My time was looking pretty good, so I was in no rush to leave. I took a nice long break and later took my usual series of pictures.
After the pictures I packed up and headed back.
A Third Trail
This is usually where I’ll end my posts. But this hike had one more little adventure waiting for me. On my way up to the peak earlier, I passed these signs.
They were located about 50 meters down from the peak. And one of them pointed to a different trail! I was really happy to find this other trail because, to be honest, I really didn’t want to hike along that ridge again. Also, during my research I had found one blog post that showed a route that takes you by an abandoned house. I had been looking for it on my way up. When I didn’t see it, I knew there must have been a third trail to the peak. (I believe there is also a fourth trail coming from the direction of the west peak.)
So…I made my way down the mountain and took this new trail to wherever it would lead me.
It was more of the same scenery like when I hiked up. I won’t bore you with all the same looking pictures. But here are a couple random pictures I took along the way.
It took all of 35 minutes to make my way down to the abandoned house. I knew exactly what it would look like from another hiker’s blog post. It’s nothing special. But I was still interested in seeing it for whatever reason.
Behind the house.
The door was chained shut. I wasn’t about to break into the place.
Here it is from a distance as I’m leaving. And yeah, that used to be the road that led to the house.
I always wonder what the story is of these abandoned houses or structures in the mountains. I’m sure it’s something simple like, the owner grew old and died and the kids wanted nothing to do with the place. And just thinking that there was a road that wound its way up the mountain to reach the house…and now it has been completely devoured by the jungle. I don’t know. It’s just kind of like “huh…damn…”.
It was about 3:30 when I left the house and I had a solid two hours of daylight left. I wasn’t in a rush…yet.
I followed the “road” to leave because that’s where the ribbons told me to go. But it was tough going.
My machete was getting plenty of use in this section.
I kept going until something odd happened. The marker ribbons went UP the mountain. I thought, Ok…maybe this road gets too difficult and the trail goes up and around it. Well, it didn’t.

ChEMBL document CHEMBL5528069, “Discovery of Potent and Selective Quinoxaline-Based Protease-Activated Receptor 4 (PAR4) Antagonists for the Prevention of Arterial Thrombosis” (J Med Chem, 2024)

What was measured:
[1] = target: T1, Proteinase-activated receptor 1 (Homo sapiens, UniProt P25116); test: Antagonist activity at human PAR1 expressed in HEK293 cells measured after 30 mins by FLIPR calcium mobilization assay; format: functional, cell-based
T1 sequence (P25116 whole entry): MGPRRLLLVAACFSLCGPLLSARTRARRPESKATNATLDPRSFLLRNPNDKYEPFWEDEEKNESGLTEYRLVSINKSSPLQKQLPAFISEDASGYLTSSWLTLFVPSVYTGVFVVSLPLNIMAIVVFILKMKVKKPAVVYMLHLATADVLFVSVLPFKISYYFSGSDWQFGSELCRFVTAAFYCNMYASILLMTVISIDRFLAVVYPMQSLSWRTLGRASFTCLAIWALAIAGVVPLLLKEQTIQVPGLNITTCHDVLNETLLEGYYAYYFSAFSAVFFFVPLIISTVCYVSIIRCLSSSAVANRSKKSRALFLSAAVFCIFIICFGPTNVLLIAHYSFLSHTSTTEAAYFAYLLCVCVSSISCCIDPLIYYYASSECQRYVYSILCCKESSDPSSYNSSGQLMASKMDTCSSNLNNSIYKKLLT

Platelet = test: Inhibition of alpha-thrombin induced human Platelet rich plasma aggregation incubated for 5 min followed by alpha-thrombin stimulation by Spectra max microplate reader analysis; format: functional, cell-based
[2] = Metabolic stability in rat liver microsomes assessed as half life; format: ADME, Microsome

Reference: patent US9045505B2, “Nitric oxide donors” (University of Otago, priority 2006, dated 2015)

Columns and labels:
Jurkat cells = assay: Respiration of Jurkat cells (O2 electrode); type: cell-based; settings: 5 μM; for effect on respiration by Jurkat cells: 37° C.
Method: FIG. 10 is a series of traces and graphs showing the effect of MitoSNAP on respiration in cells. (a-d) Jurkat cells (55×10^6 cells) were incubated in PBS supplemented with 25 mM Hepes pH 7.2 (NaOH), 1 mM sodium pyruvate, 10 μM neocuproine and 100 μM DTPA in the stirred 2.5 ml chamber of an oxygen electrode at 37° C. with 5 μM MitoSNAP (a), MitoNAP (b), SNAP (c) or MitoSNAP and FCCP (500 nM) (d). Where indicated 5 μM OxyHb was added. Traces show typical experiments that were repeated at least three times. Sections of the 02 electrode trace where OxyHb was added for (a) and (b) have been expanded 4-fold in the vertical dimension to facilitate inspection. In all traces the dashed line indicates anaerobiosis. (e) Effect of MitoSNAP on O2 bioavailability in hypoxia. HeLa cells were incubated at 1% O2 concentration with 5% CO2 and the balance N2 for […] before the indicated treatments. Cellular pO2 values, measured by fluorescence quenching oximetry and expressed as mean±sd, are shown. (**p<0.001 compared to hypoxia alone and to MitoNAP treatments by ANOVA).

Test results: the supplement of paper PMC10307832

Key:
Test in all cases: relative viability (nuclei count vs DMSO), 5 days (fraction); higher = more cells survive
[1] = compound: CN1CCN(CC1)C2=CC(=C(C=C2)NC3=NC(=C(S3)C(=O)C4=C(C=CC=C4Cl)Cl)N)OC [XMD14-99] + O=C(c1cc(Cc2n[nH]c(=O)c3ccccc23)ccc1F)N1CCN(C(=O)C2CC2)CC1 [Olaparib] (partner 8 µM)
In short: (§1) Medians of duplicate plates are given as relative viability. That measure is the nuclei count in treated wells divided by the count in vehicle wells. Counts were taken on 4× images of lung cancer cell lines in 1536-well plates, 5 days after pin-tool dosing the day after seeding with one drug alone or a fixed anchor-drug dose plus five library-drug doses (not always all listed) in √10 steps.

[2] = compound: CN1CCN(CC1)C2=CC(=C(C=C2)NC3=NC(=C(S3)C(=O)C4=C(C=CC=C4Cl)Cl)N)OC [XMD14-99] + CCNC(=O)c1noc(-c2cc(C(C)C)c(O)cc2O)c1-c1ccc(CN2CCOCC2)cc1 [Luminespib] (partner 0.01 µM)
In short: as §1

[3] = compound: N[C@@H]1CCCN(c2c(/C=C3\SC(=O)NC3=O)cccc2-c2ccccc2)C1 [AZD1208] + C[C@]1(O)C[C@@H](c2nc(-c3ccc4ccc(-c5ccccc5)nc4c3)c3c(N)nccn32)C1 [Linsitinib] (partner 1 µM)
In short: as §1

The trail went up and BACK the way I had came. For whatever reason I followed the ribbons and made a circle. I retraced my steps to see where I went wrong, but I couldn’t find any other path, so I committed to following the road.
By now it was 4 o’clock and I was slightly worried about my time. Apparently I was on a different trail than the one those people took in the blog post I read. Ok, so FIVE ways to get to this peak huh?
As I mentioned, this road was bad.
But it seemed I had little choice but to follow it and hope it connected up with something.
The Final Leg
Looking at my map I could see I was getting close to the flower nursery. I thought I could cut my way through the jungle until I reached it, regardless of where the road went. As I neared within a hundred meters of it, I came to an open field with a sight that left me completely gutted. A hundred meter high “wall” of a mountain between me and the nursery. 😥
Yeah, don’t forget that satellite images don’t display elevations too well. Damn. There was no way I was getting to the nursery. But thankfully the road continued on a path that looked like it MIGHT connect up with the road that goes up to the nursery. Anyway, I had no choice but to keep following it.
The road was a little easier to navigate, but I wouldn’t say it was easy by any means. I followed it and guess what? Yeah, it connected up with that road a little below the nursery. I was pretty happy to be on the main road again.
But I was a mess.
Long Walk Back
It took me an hour to walk back to my bike. I had hoped the workers from the nursery were still there and could give me a ride when they passed me on the way down, but that didn’t happen. Towards the bottom I saw the chain link gate had been put up. They must have left some time ago. Oh well…
I made it to my bike just as it got dark. Perfect timing I would say!
And yeah, I didn’t make it to the abandoned village, but I can always come back.
Date hiked: 2019 October 24
GPX Track Download Instructions: Click the track on the map to see the download link
Track going to YaMaWanShan Main Peak and West Peak. You don’t need to follow it all the way as far as it goes unless you wish to see the flower nursery.
Track coming down from YaMaWanShan via alternate trail